partial information available.  The less information revealed in each
   iteration, the harder it will be for an adversary to predict the
   sequence.  Thus it is best to use only one bit from each value.  It
   has been shown that in some cases this makes it impossible to break a
   system even when the cryptographic system is invertible and could be
   broken if all of each generated value were revealed.

6.2.2.  The Blum Blum Shub Sequence Generator

   Currently the generator which has the strongest public proof of
   strength is called the Blum Blum Shub generator, named after its
   inventors [BBS].  It is also very simple and is based on quadratic
   residues.  Its only disadvantage is that it is computationally
   intensive compared to the traditional techniques given in Section
   6.1.3.  This is not a major drawback if it is used for moderately-
   infrequent purposes, such as generating session keys.



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   Simply choose two large prime numbers (say, p and q) that each gives
   a remainder of 3 when divided by 4.  Let n = p * q.  Then choose a
   random number, x, that is relatively prime to n.  The initial seed
   for the generator and the method for calculating subsequent values
   are then:

                    2
         s    =  ( x  )(Mod n)
          0
                    2
         s    = ( s   )(Mod n)
          i+1      i

   Be careful to use only a few bits from the bottom of each s.  It is
   always safe to use only the lowest-order bit.  If one uses no more
   than the:

         log  ( log  ( s  ) )
            2      2    i

   low-order bits, then predicting any additional bits from a sequence
   generated in this manner is provably as hard as factoring n.  As long
   as the initial x is secret, n can be made public if desired.

   An interesting characteristic of this generator is that any of the s
   values can be directly calculated.  In particular,

               ( (2^i) (Mod ((p-1)*(q-1)) ) )
      s  = ( s                                )(Mod n)
       i      0

   This means that in applications where many keys are generated in this
   fashion, it is not necessary to save them all.  Each key can be
   effectively indexed and recovered from that small index and the
   initial s and n.

6.3.  Entropy Pool Techniques

   Many modern pseudo-random number sources, such as those described in
   Sections 7.1.2 and 7.1.3 utilize the technique of maintaining a
   "pool" of bits and providing operations for strongly mixing input
   with some randomness into the pool and extracting pseudo-random bits
   from the pool.  This is illustrated in the figure below.








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             +--------+    +------+    +---------+
         --->| Mix In |--->| POOL |--->| Extract |--->
             |  Bits  |    |      |    |   Bits  |
             +--------+    +------+    +---------+
                               ^           V
                               |           |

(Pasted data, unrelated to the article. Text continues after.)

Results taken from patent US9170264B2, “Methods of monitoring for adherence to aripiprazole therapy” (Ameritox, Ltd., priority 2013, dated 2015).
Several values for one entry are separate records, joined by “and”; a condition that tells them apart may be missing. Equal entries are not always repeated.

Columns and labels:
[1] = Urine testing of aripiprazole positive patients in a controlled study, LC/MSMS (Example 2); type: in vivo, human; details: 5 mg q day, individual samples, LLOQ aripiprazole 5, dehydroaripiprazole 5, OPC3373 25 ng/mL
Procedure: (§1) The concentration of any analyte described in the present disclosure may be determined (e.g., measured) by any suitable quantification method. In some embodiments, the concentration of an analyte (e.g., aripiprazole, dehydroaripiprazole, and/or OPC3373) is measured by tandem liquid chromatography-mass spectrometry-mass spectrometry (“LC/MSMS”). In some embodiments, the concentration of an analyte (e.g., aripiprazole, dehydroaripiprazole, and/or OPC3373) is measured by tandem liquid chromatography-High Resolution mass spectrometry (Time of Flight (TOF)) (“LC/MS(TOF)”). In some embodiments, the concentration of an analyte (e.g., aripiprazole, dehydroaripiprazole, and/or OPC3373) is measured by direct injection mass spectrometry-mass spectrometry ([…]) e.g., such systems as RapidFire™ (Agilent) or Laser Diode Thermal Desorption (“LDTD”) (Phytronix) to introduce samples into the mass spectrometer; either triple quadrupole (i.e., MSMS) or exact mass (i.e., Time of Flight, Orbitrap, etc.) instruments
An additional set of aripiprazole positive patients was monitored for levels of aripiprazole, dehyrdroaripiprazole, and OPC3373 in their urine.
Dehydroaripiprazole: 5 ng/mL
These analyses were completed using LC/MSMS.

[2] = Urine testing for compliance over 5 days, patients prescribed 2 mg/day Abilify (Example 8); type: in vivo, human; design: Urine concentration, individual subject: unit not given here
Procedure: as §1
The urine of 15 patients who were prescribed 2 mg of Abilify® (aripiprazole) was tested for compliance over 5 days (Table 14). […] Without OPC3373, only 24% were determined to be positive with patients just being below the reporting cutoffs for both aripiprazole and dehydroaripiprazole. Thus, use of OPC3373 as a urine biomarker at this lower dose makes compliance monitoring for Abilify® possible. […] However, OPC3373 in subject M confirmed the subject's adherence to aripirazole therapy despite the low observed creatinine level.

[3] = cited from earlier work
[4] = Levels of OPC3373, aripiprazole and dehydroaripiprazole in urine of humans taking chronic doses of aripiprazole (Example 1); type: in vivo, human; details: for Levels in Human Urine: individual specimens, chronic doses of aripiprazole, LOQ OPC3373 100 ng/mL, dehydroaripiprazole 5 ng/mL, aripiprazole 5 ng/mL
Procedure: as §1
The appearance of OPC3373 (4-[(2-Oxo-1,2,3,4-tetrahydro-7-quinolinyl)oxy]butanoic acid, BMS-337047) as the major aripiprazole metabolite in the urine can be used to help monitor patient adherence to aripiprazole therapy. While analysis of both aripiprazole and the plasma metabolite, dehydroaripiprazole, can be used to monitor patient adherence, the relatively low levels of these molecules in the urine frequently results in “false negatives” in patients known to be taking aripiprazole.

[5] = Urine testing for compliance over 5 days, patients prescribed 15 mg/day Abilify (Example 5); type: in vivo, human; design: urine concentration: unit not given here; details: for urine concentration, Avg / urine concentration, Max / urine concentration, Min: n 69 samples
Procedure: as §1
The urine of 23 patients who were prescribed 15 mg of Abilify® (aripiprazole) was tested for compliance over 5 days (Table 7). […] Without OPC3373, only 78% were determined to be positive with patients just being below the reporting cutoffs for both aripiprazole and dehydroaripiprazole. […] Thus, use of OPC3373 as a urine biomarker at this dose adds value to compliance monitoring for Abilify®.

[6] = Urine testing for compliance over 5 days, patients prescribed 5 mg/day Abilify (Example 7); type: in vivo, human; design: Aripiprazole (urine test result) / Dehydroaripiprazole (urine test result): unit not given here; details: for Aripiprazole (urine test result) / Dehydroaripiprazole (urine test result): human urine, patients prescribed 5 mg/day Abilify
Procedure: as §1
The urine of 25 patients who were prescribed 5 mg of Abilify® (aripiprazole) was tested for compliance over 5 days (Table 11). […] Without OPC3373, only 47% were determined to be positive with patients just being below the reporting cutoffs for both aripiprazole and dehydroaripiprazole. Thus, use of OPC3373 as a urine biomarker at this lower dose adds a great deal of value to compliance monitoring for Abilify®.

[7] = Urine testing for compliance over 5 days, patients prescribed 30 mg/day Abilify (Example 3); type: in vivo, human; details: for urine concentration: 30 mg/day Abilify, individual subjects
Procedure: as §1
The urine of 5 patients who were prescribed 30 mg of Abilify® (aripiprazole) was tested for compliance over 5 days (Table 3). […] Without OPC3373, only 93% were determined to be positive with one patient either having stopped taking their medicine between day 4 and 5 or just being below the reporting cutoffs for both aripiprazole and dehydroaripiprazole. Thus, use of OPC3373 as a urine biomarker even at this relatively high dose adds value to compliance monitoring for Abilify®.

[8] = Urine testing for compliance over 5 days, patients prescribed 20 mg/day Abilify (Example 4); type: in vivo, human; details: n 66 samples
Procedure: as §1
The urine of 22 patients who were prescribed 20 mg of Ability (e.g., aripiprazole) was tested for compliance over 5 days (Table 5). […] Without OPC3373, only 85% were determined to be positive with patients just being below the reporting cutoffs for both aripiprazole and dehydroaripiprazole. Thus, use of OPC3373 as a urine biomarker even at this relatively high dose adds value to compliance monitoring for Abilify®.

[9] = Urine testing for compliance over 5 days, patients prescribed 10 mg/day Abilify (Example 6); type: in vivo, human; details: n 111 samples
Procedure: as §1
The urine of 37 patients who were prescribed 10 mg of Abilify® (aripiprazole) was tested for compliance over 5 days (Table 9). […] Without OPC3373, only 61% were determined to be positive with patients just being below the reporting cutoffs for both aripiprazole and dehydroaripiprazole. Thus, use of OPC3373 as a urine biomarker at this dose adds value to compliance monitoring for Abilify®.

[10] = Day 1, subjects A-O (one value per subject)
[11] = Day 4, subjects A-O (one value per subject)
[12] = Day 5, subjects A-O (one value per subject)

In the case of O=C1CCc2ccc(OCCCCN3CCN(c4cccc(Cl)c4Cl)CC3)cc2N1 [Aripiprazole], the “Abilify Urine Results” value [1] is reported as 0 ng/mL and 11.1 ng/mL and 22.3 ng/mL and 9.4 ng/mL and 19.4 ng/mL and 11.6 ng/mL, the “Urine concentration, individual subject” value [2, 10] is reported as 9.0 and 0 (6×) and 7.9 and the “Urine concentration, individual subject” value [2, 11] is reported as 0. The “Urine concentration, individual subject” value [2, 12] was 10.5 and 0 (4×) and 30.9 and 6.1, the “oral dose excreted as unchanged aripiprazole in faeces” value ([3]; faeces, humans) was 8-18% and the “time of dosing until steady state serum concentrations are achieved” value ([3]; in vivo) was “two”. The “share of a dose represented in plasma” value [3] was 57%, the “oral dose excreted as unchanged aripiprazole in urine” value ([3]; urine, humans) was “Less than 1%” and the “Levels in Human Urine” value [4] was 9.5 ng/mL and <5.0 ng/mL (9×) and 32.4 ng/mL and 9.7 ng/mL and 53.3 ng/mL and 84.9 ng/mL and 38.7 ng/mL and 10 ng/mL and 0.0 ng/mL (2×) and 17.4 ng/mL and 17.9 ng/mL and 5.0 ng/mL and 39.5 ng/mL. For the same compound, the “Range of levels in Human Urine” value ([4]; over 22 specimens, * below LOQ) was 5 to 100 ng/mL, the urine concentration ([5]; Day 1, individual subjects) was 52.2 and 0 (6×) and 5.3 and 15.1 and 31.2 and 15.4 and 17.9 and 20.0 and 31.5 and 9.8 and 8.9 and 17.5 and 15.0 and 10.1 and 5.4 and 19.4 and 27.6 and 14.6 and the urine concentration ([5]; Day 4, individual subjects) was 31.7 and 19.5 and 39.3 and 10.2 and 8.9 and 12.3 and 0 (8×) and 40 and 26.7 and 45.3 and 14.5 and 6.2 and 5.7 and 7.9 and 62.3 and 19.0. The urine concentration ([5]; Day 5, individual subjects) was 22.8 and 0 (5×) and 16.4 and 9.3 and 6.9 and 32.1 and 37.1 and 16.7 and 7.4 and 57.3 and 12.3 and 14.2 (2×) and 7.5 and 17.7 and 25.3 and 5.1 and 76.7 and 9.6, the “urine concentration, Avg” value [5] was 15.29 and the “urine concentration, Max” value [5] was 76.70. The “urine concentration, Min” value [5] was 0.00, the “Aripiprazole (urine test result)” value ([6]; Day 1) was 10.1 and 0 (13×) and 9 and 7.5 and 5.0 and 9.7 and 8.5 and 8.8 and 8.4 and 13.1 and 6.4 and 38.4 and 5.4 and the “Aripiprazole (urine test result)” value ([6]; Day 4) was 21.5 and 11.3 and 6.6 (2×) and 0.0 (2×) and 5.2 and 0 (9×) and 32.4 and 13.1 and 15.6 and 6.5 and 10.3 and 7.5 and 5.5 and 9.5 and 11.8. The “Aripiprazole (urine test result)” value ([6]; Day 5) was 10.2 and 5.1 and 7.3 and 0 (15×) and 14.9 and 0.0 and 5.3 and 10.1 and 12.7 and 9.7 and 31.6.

+-----------+

   Bits to be fed into the pool can come from any of the various
   hardware, environmental, or user input sources discussed above.  It
   is also common to save the state of the pool on system shutdown and
   to restore it on re-starting, when stable storage is available.

   Care must be taken that enough entropy has been added to the pool to
   support particular output uses desired.  See [RSA_BULL1] for similar
   suggestions.

7.  Randomness Generation Examples and Standards

   Several public standards and widely deployed examples are now in
   place for the generation of keys or other cryptographically random
   quantities.  Some, in section 7.1, include an entropy source.
   Others, described in section 7.2, provide the pseudo-random number
   strong-sequence generator but assume the input of a random seed or
   input from a source of entropy.

7.1.  Complete Randomness Generators

   Three standards are described below.  The two older standards use
   DES, with its 64-bit block and key size limit, but any equally strong
   or stronger mixing function could be substituted [DES].  The third is
   a more modern and stronger standard based on SHA-1 [SHA*].  Lastly,
   the widely deployed modern UNIX and Windows random number generators
   are described.

7.1.1.  US DoD Recommendations for Password Generation

   The United States Department of Defense has specific recommendations
   for password generation [DoD].  It suggests using the US Data
   Encryption Standard [DES] in Output Feedback Mode [MODES] as follows:











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         Use an initialization vector determined from
              the system clock,
              system ID,
              user ID, and
              date and time;
         use a key determined from
              system interrupt registers,
              system status registers, and
              system counters; and,
         as plain text, use an external randomly generated 64-bit
         quantity such as the ASCII bytes for 8 characters typed
         in by a system administrator.

   The password can then be calculated from the 64 bit "cipher text"
   generated by DES in 64-bit Output Feedback Mode.  As many bits as are
   needed can be taken from these 64 bits and expanded into a
   pronounceable word, phrase, or other format if a human being needs to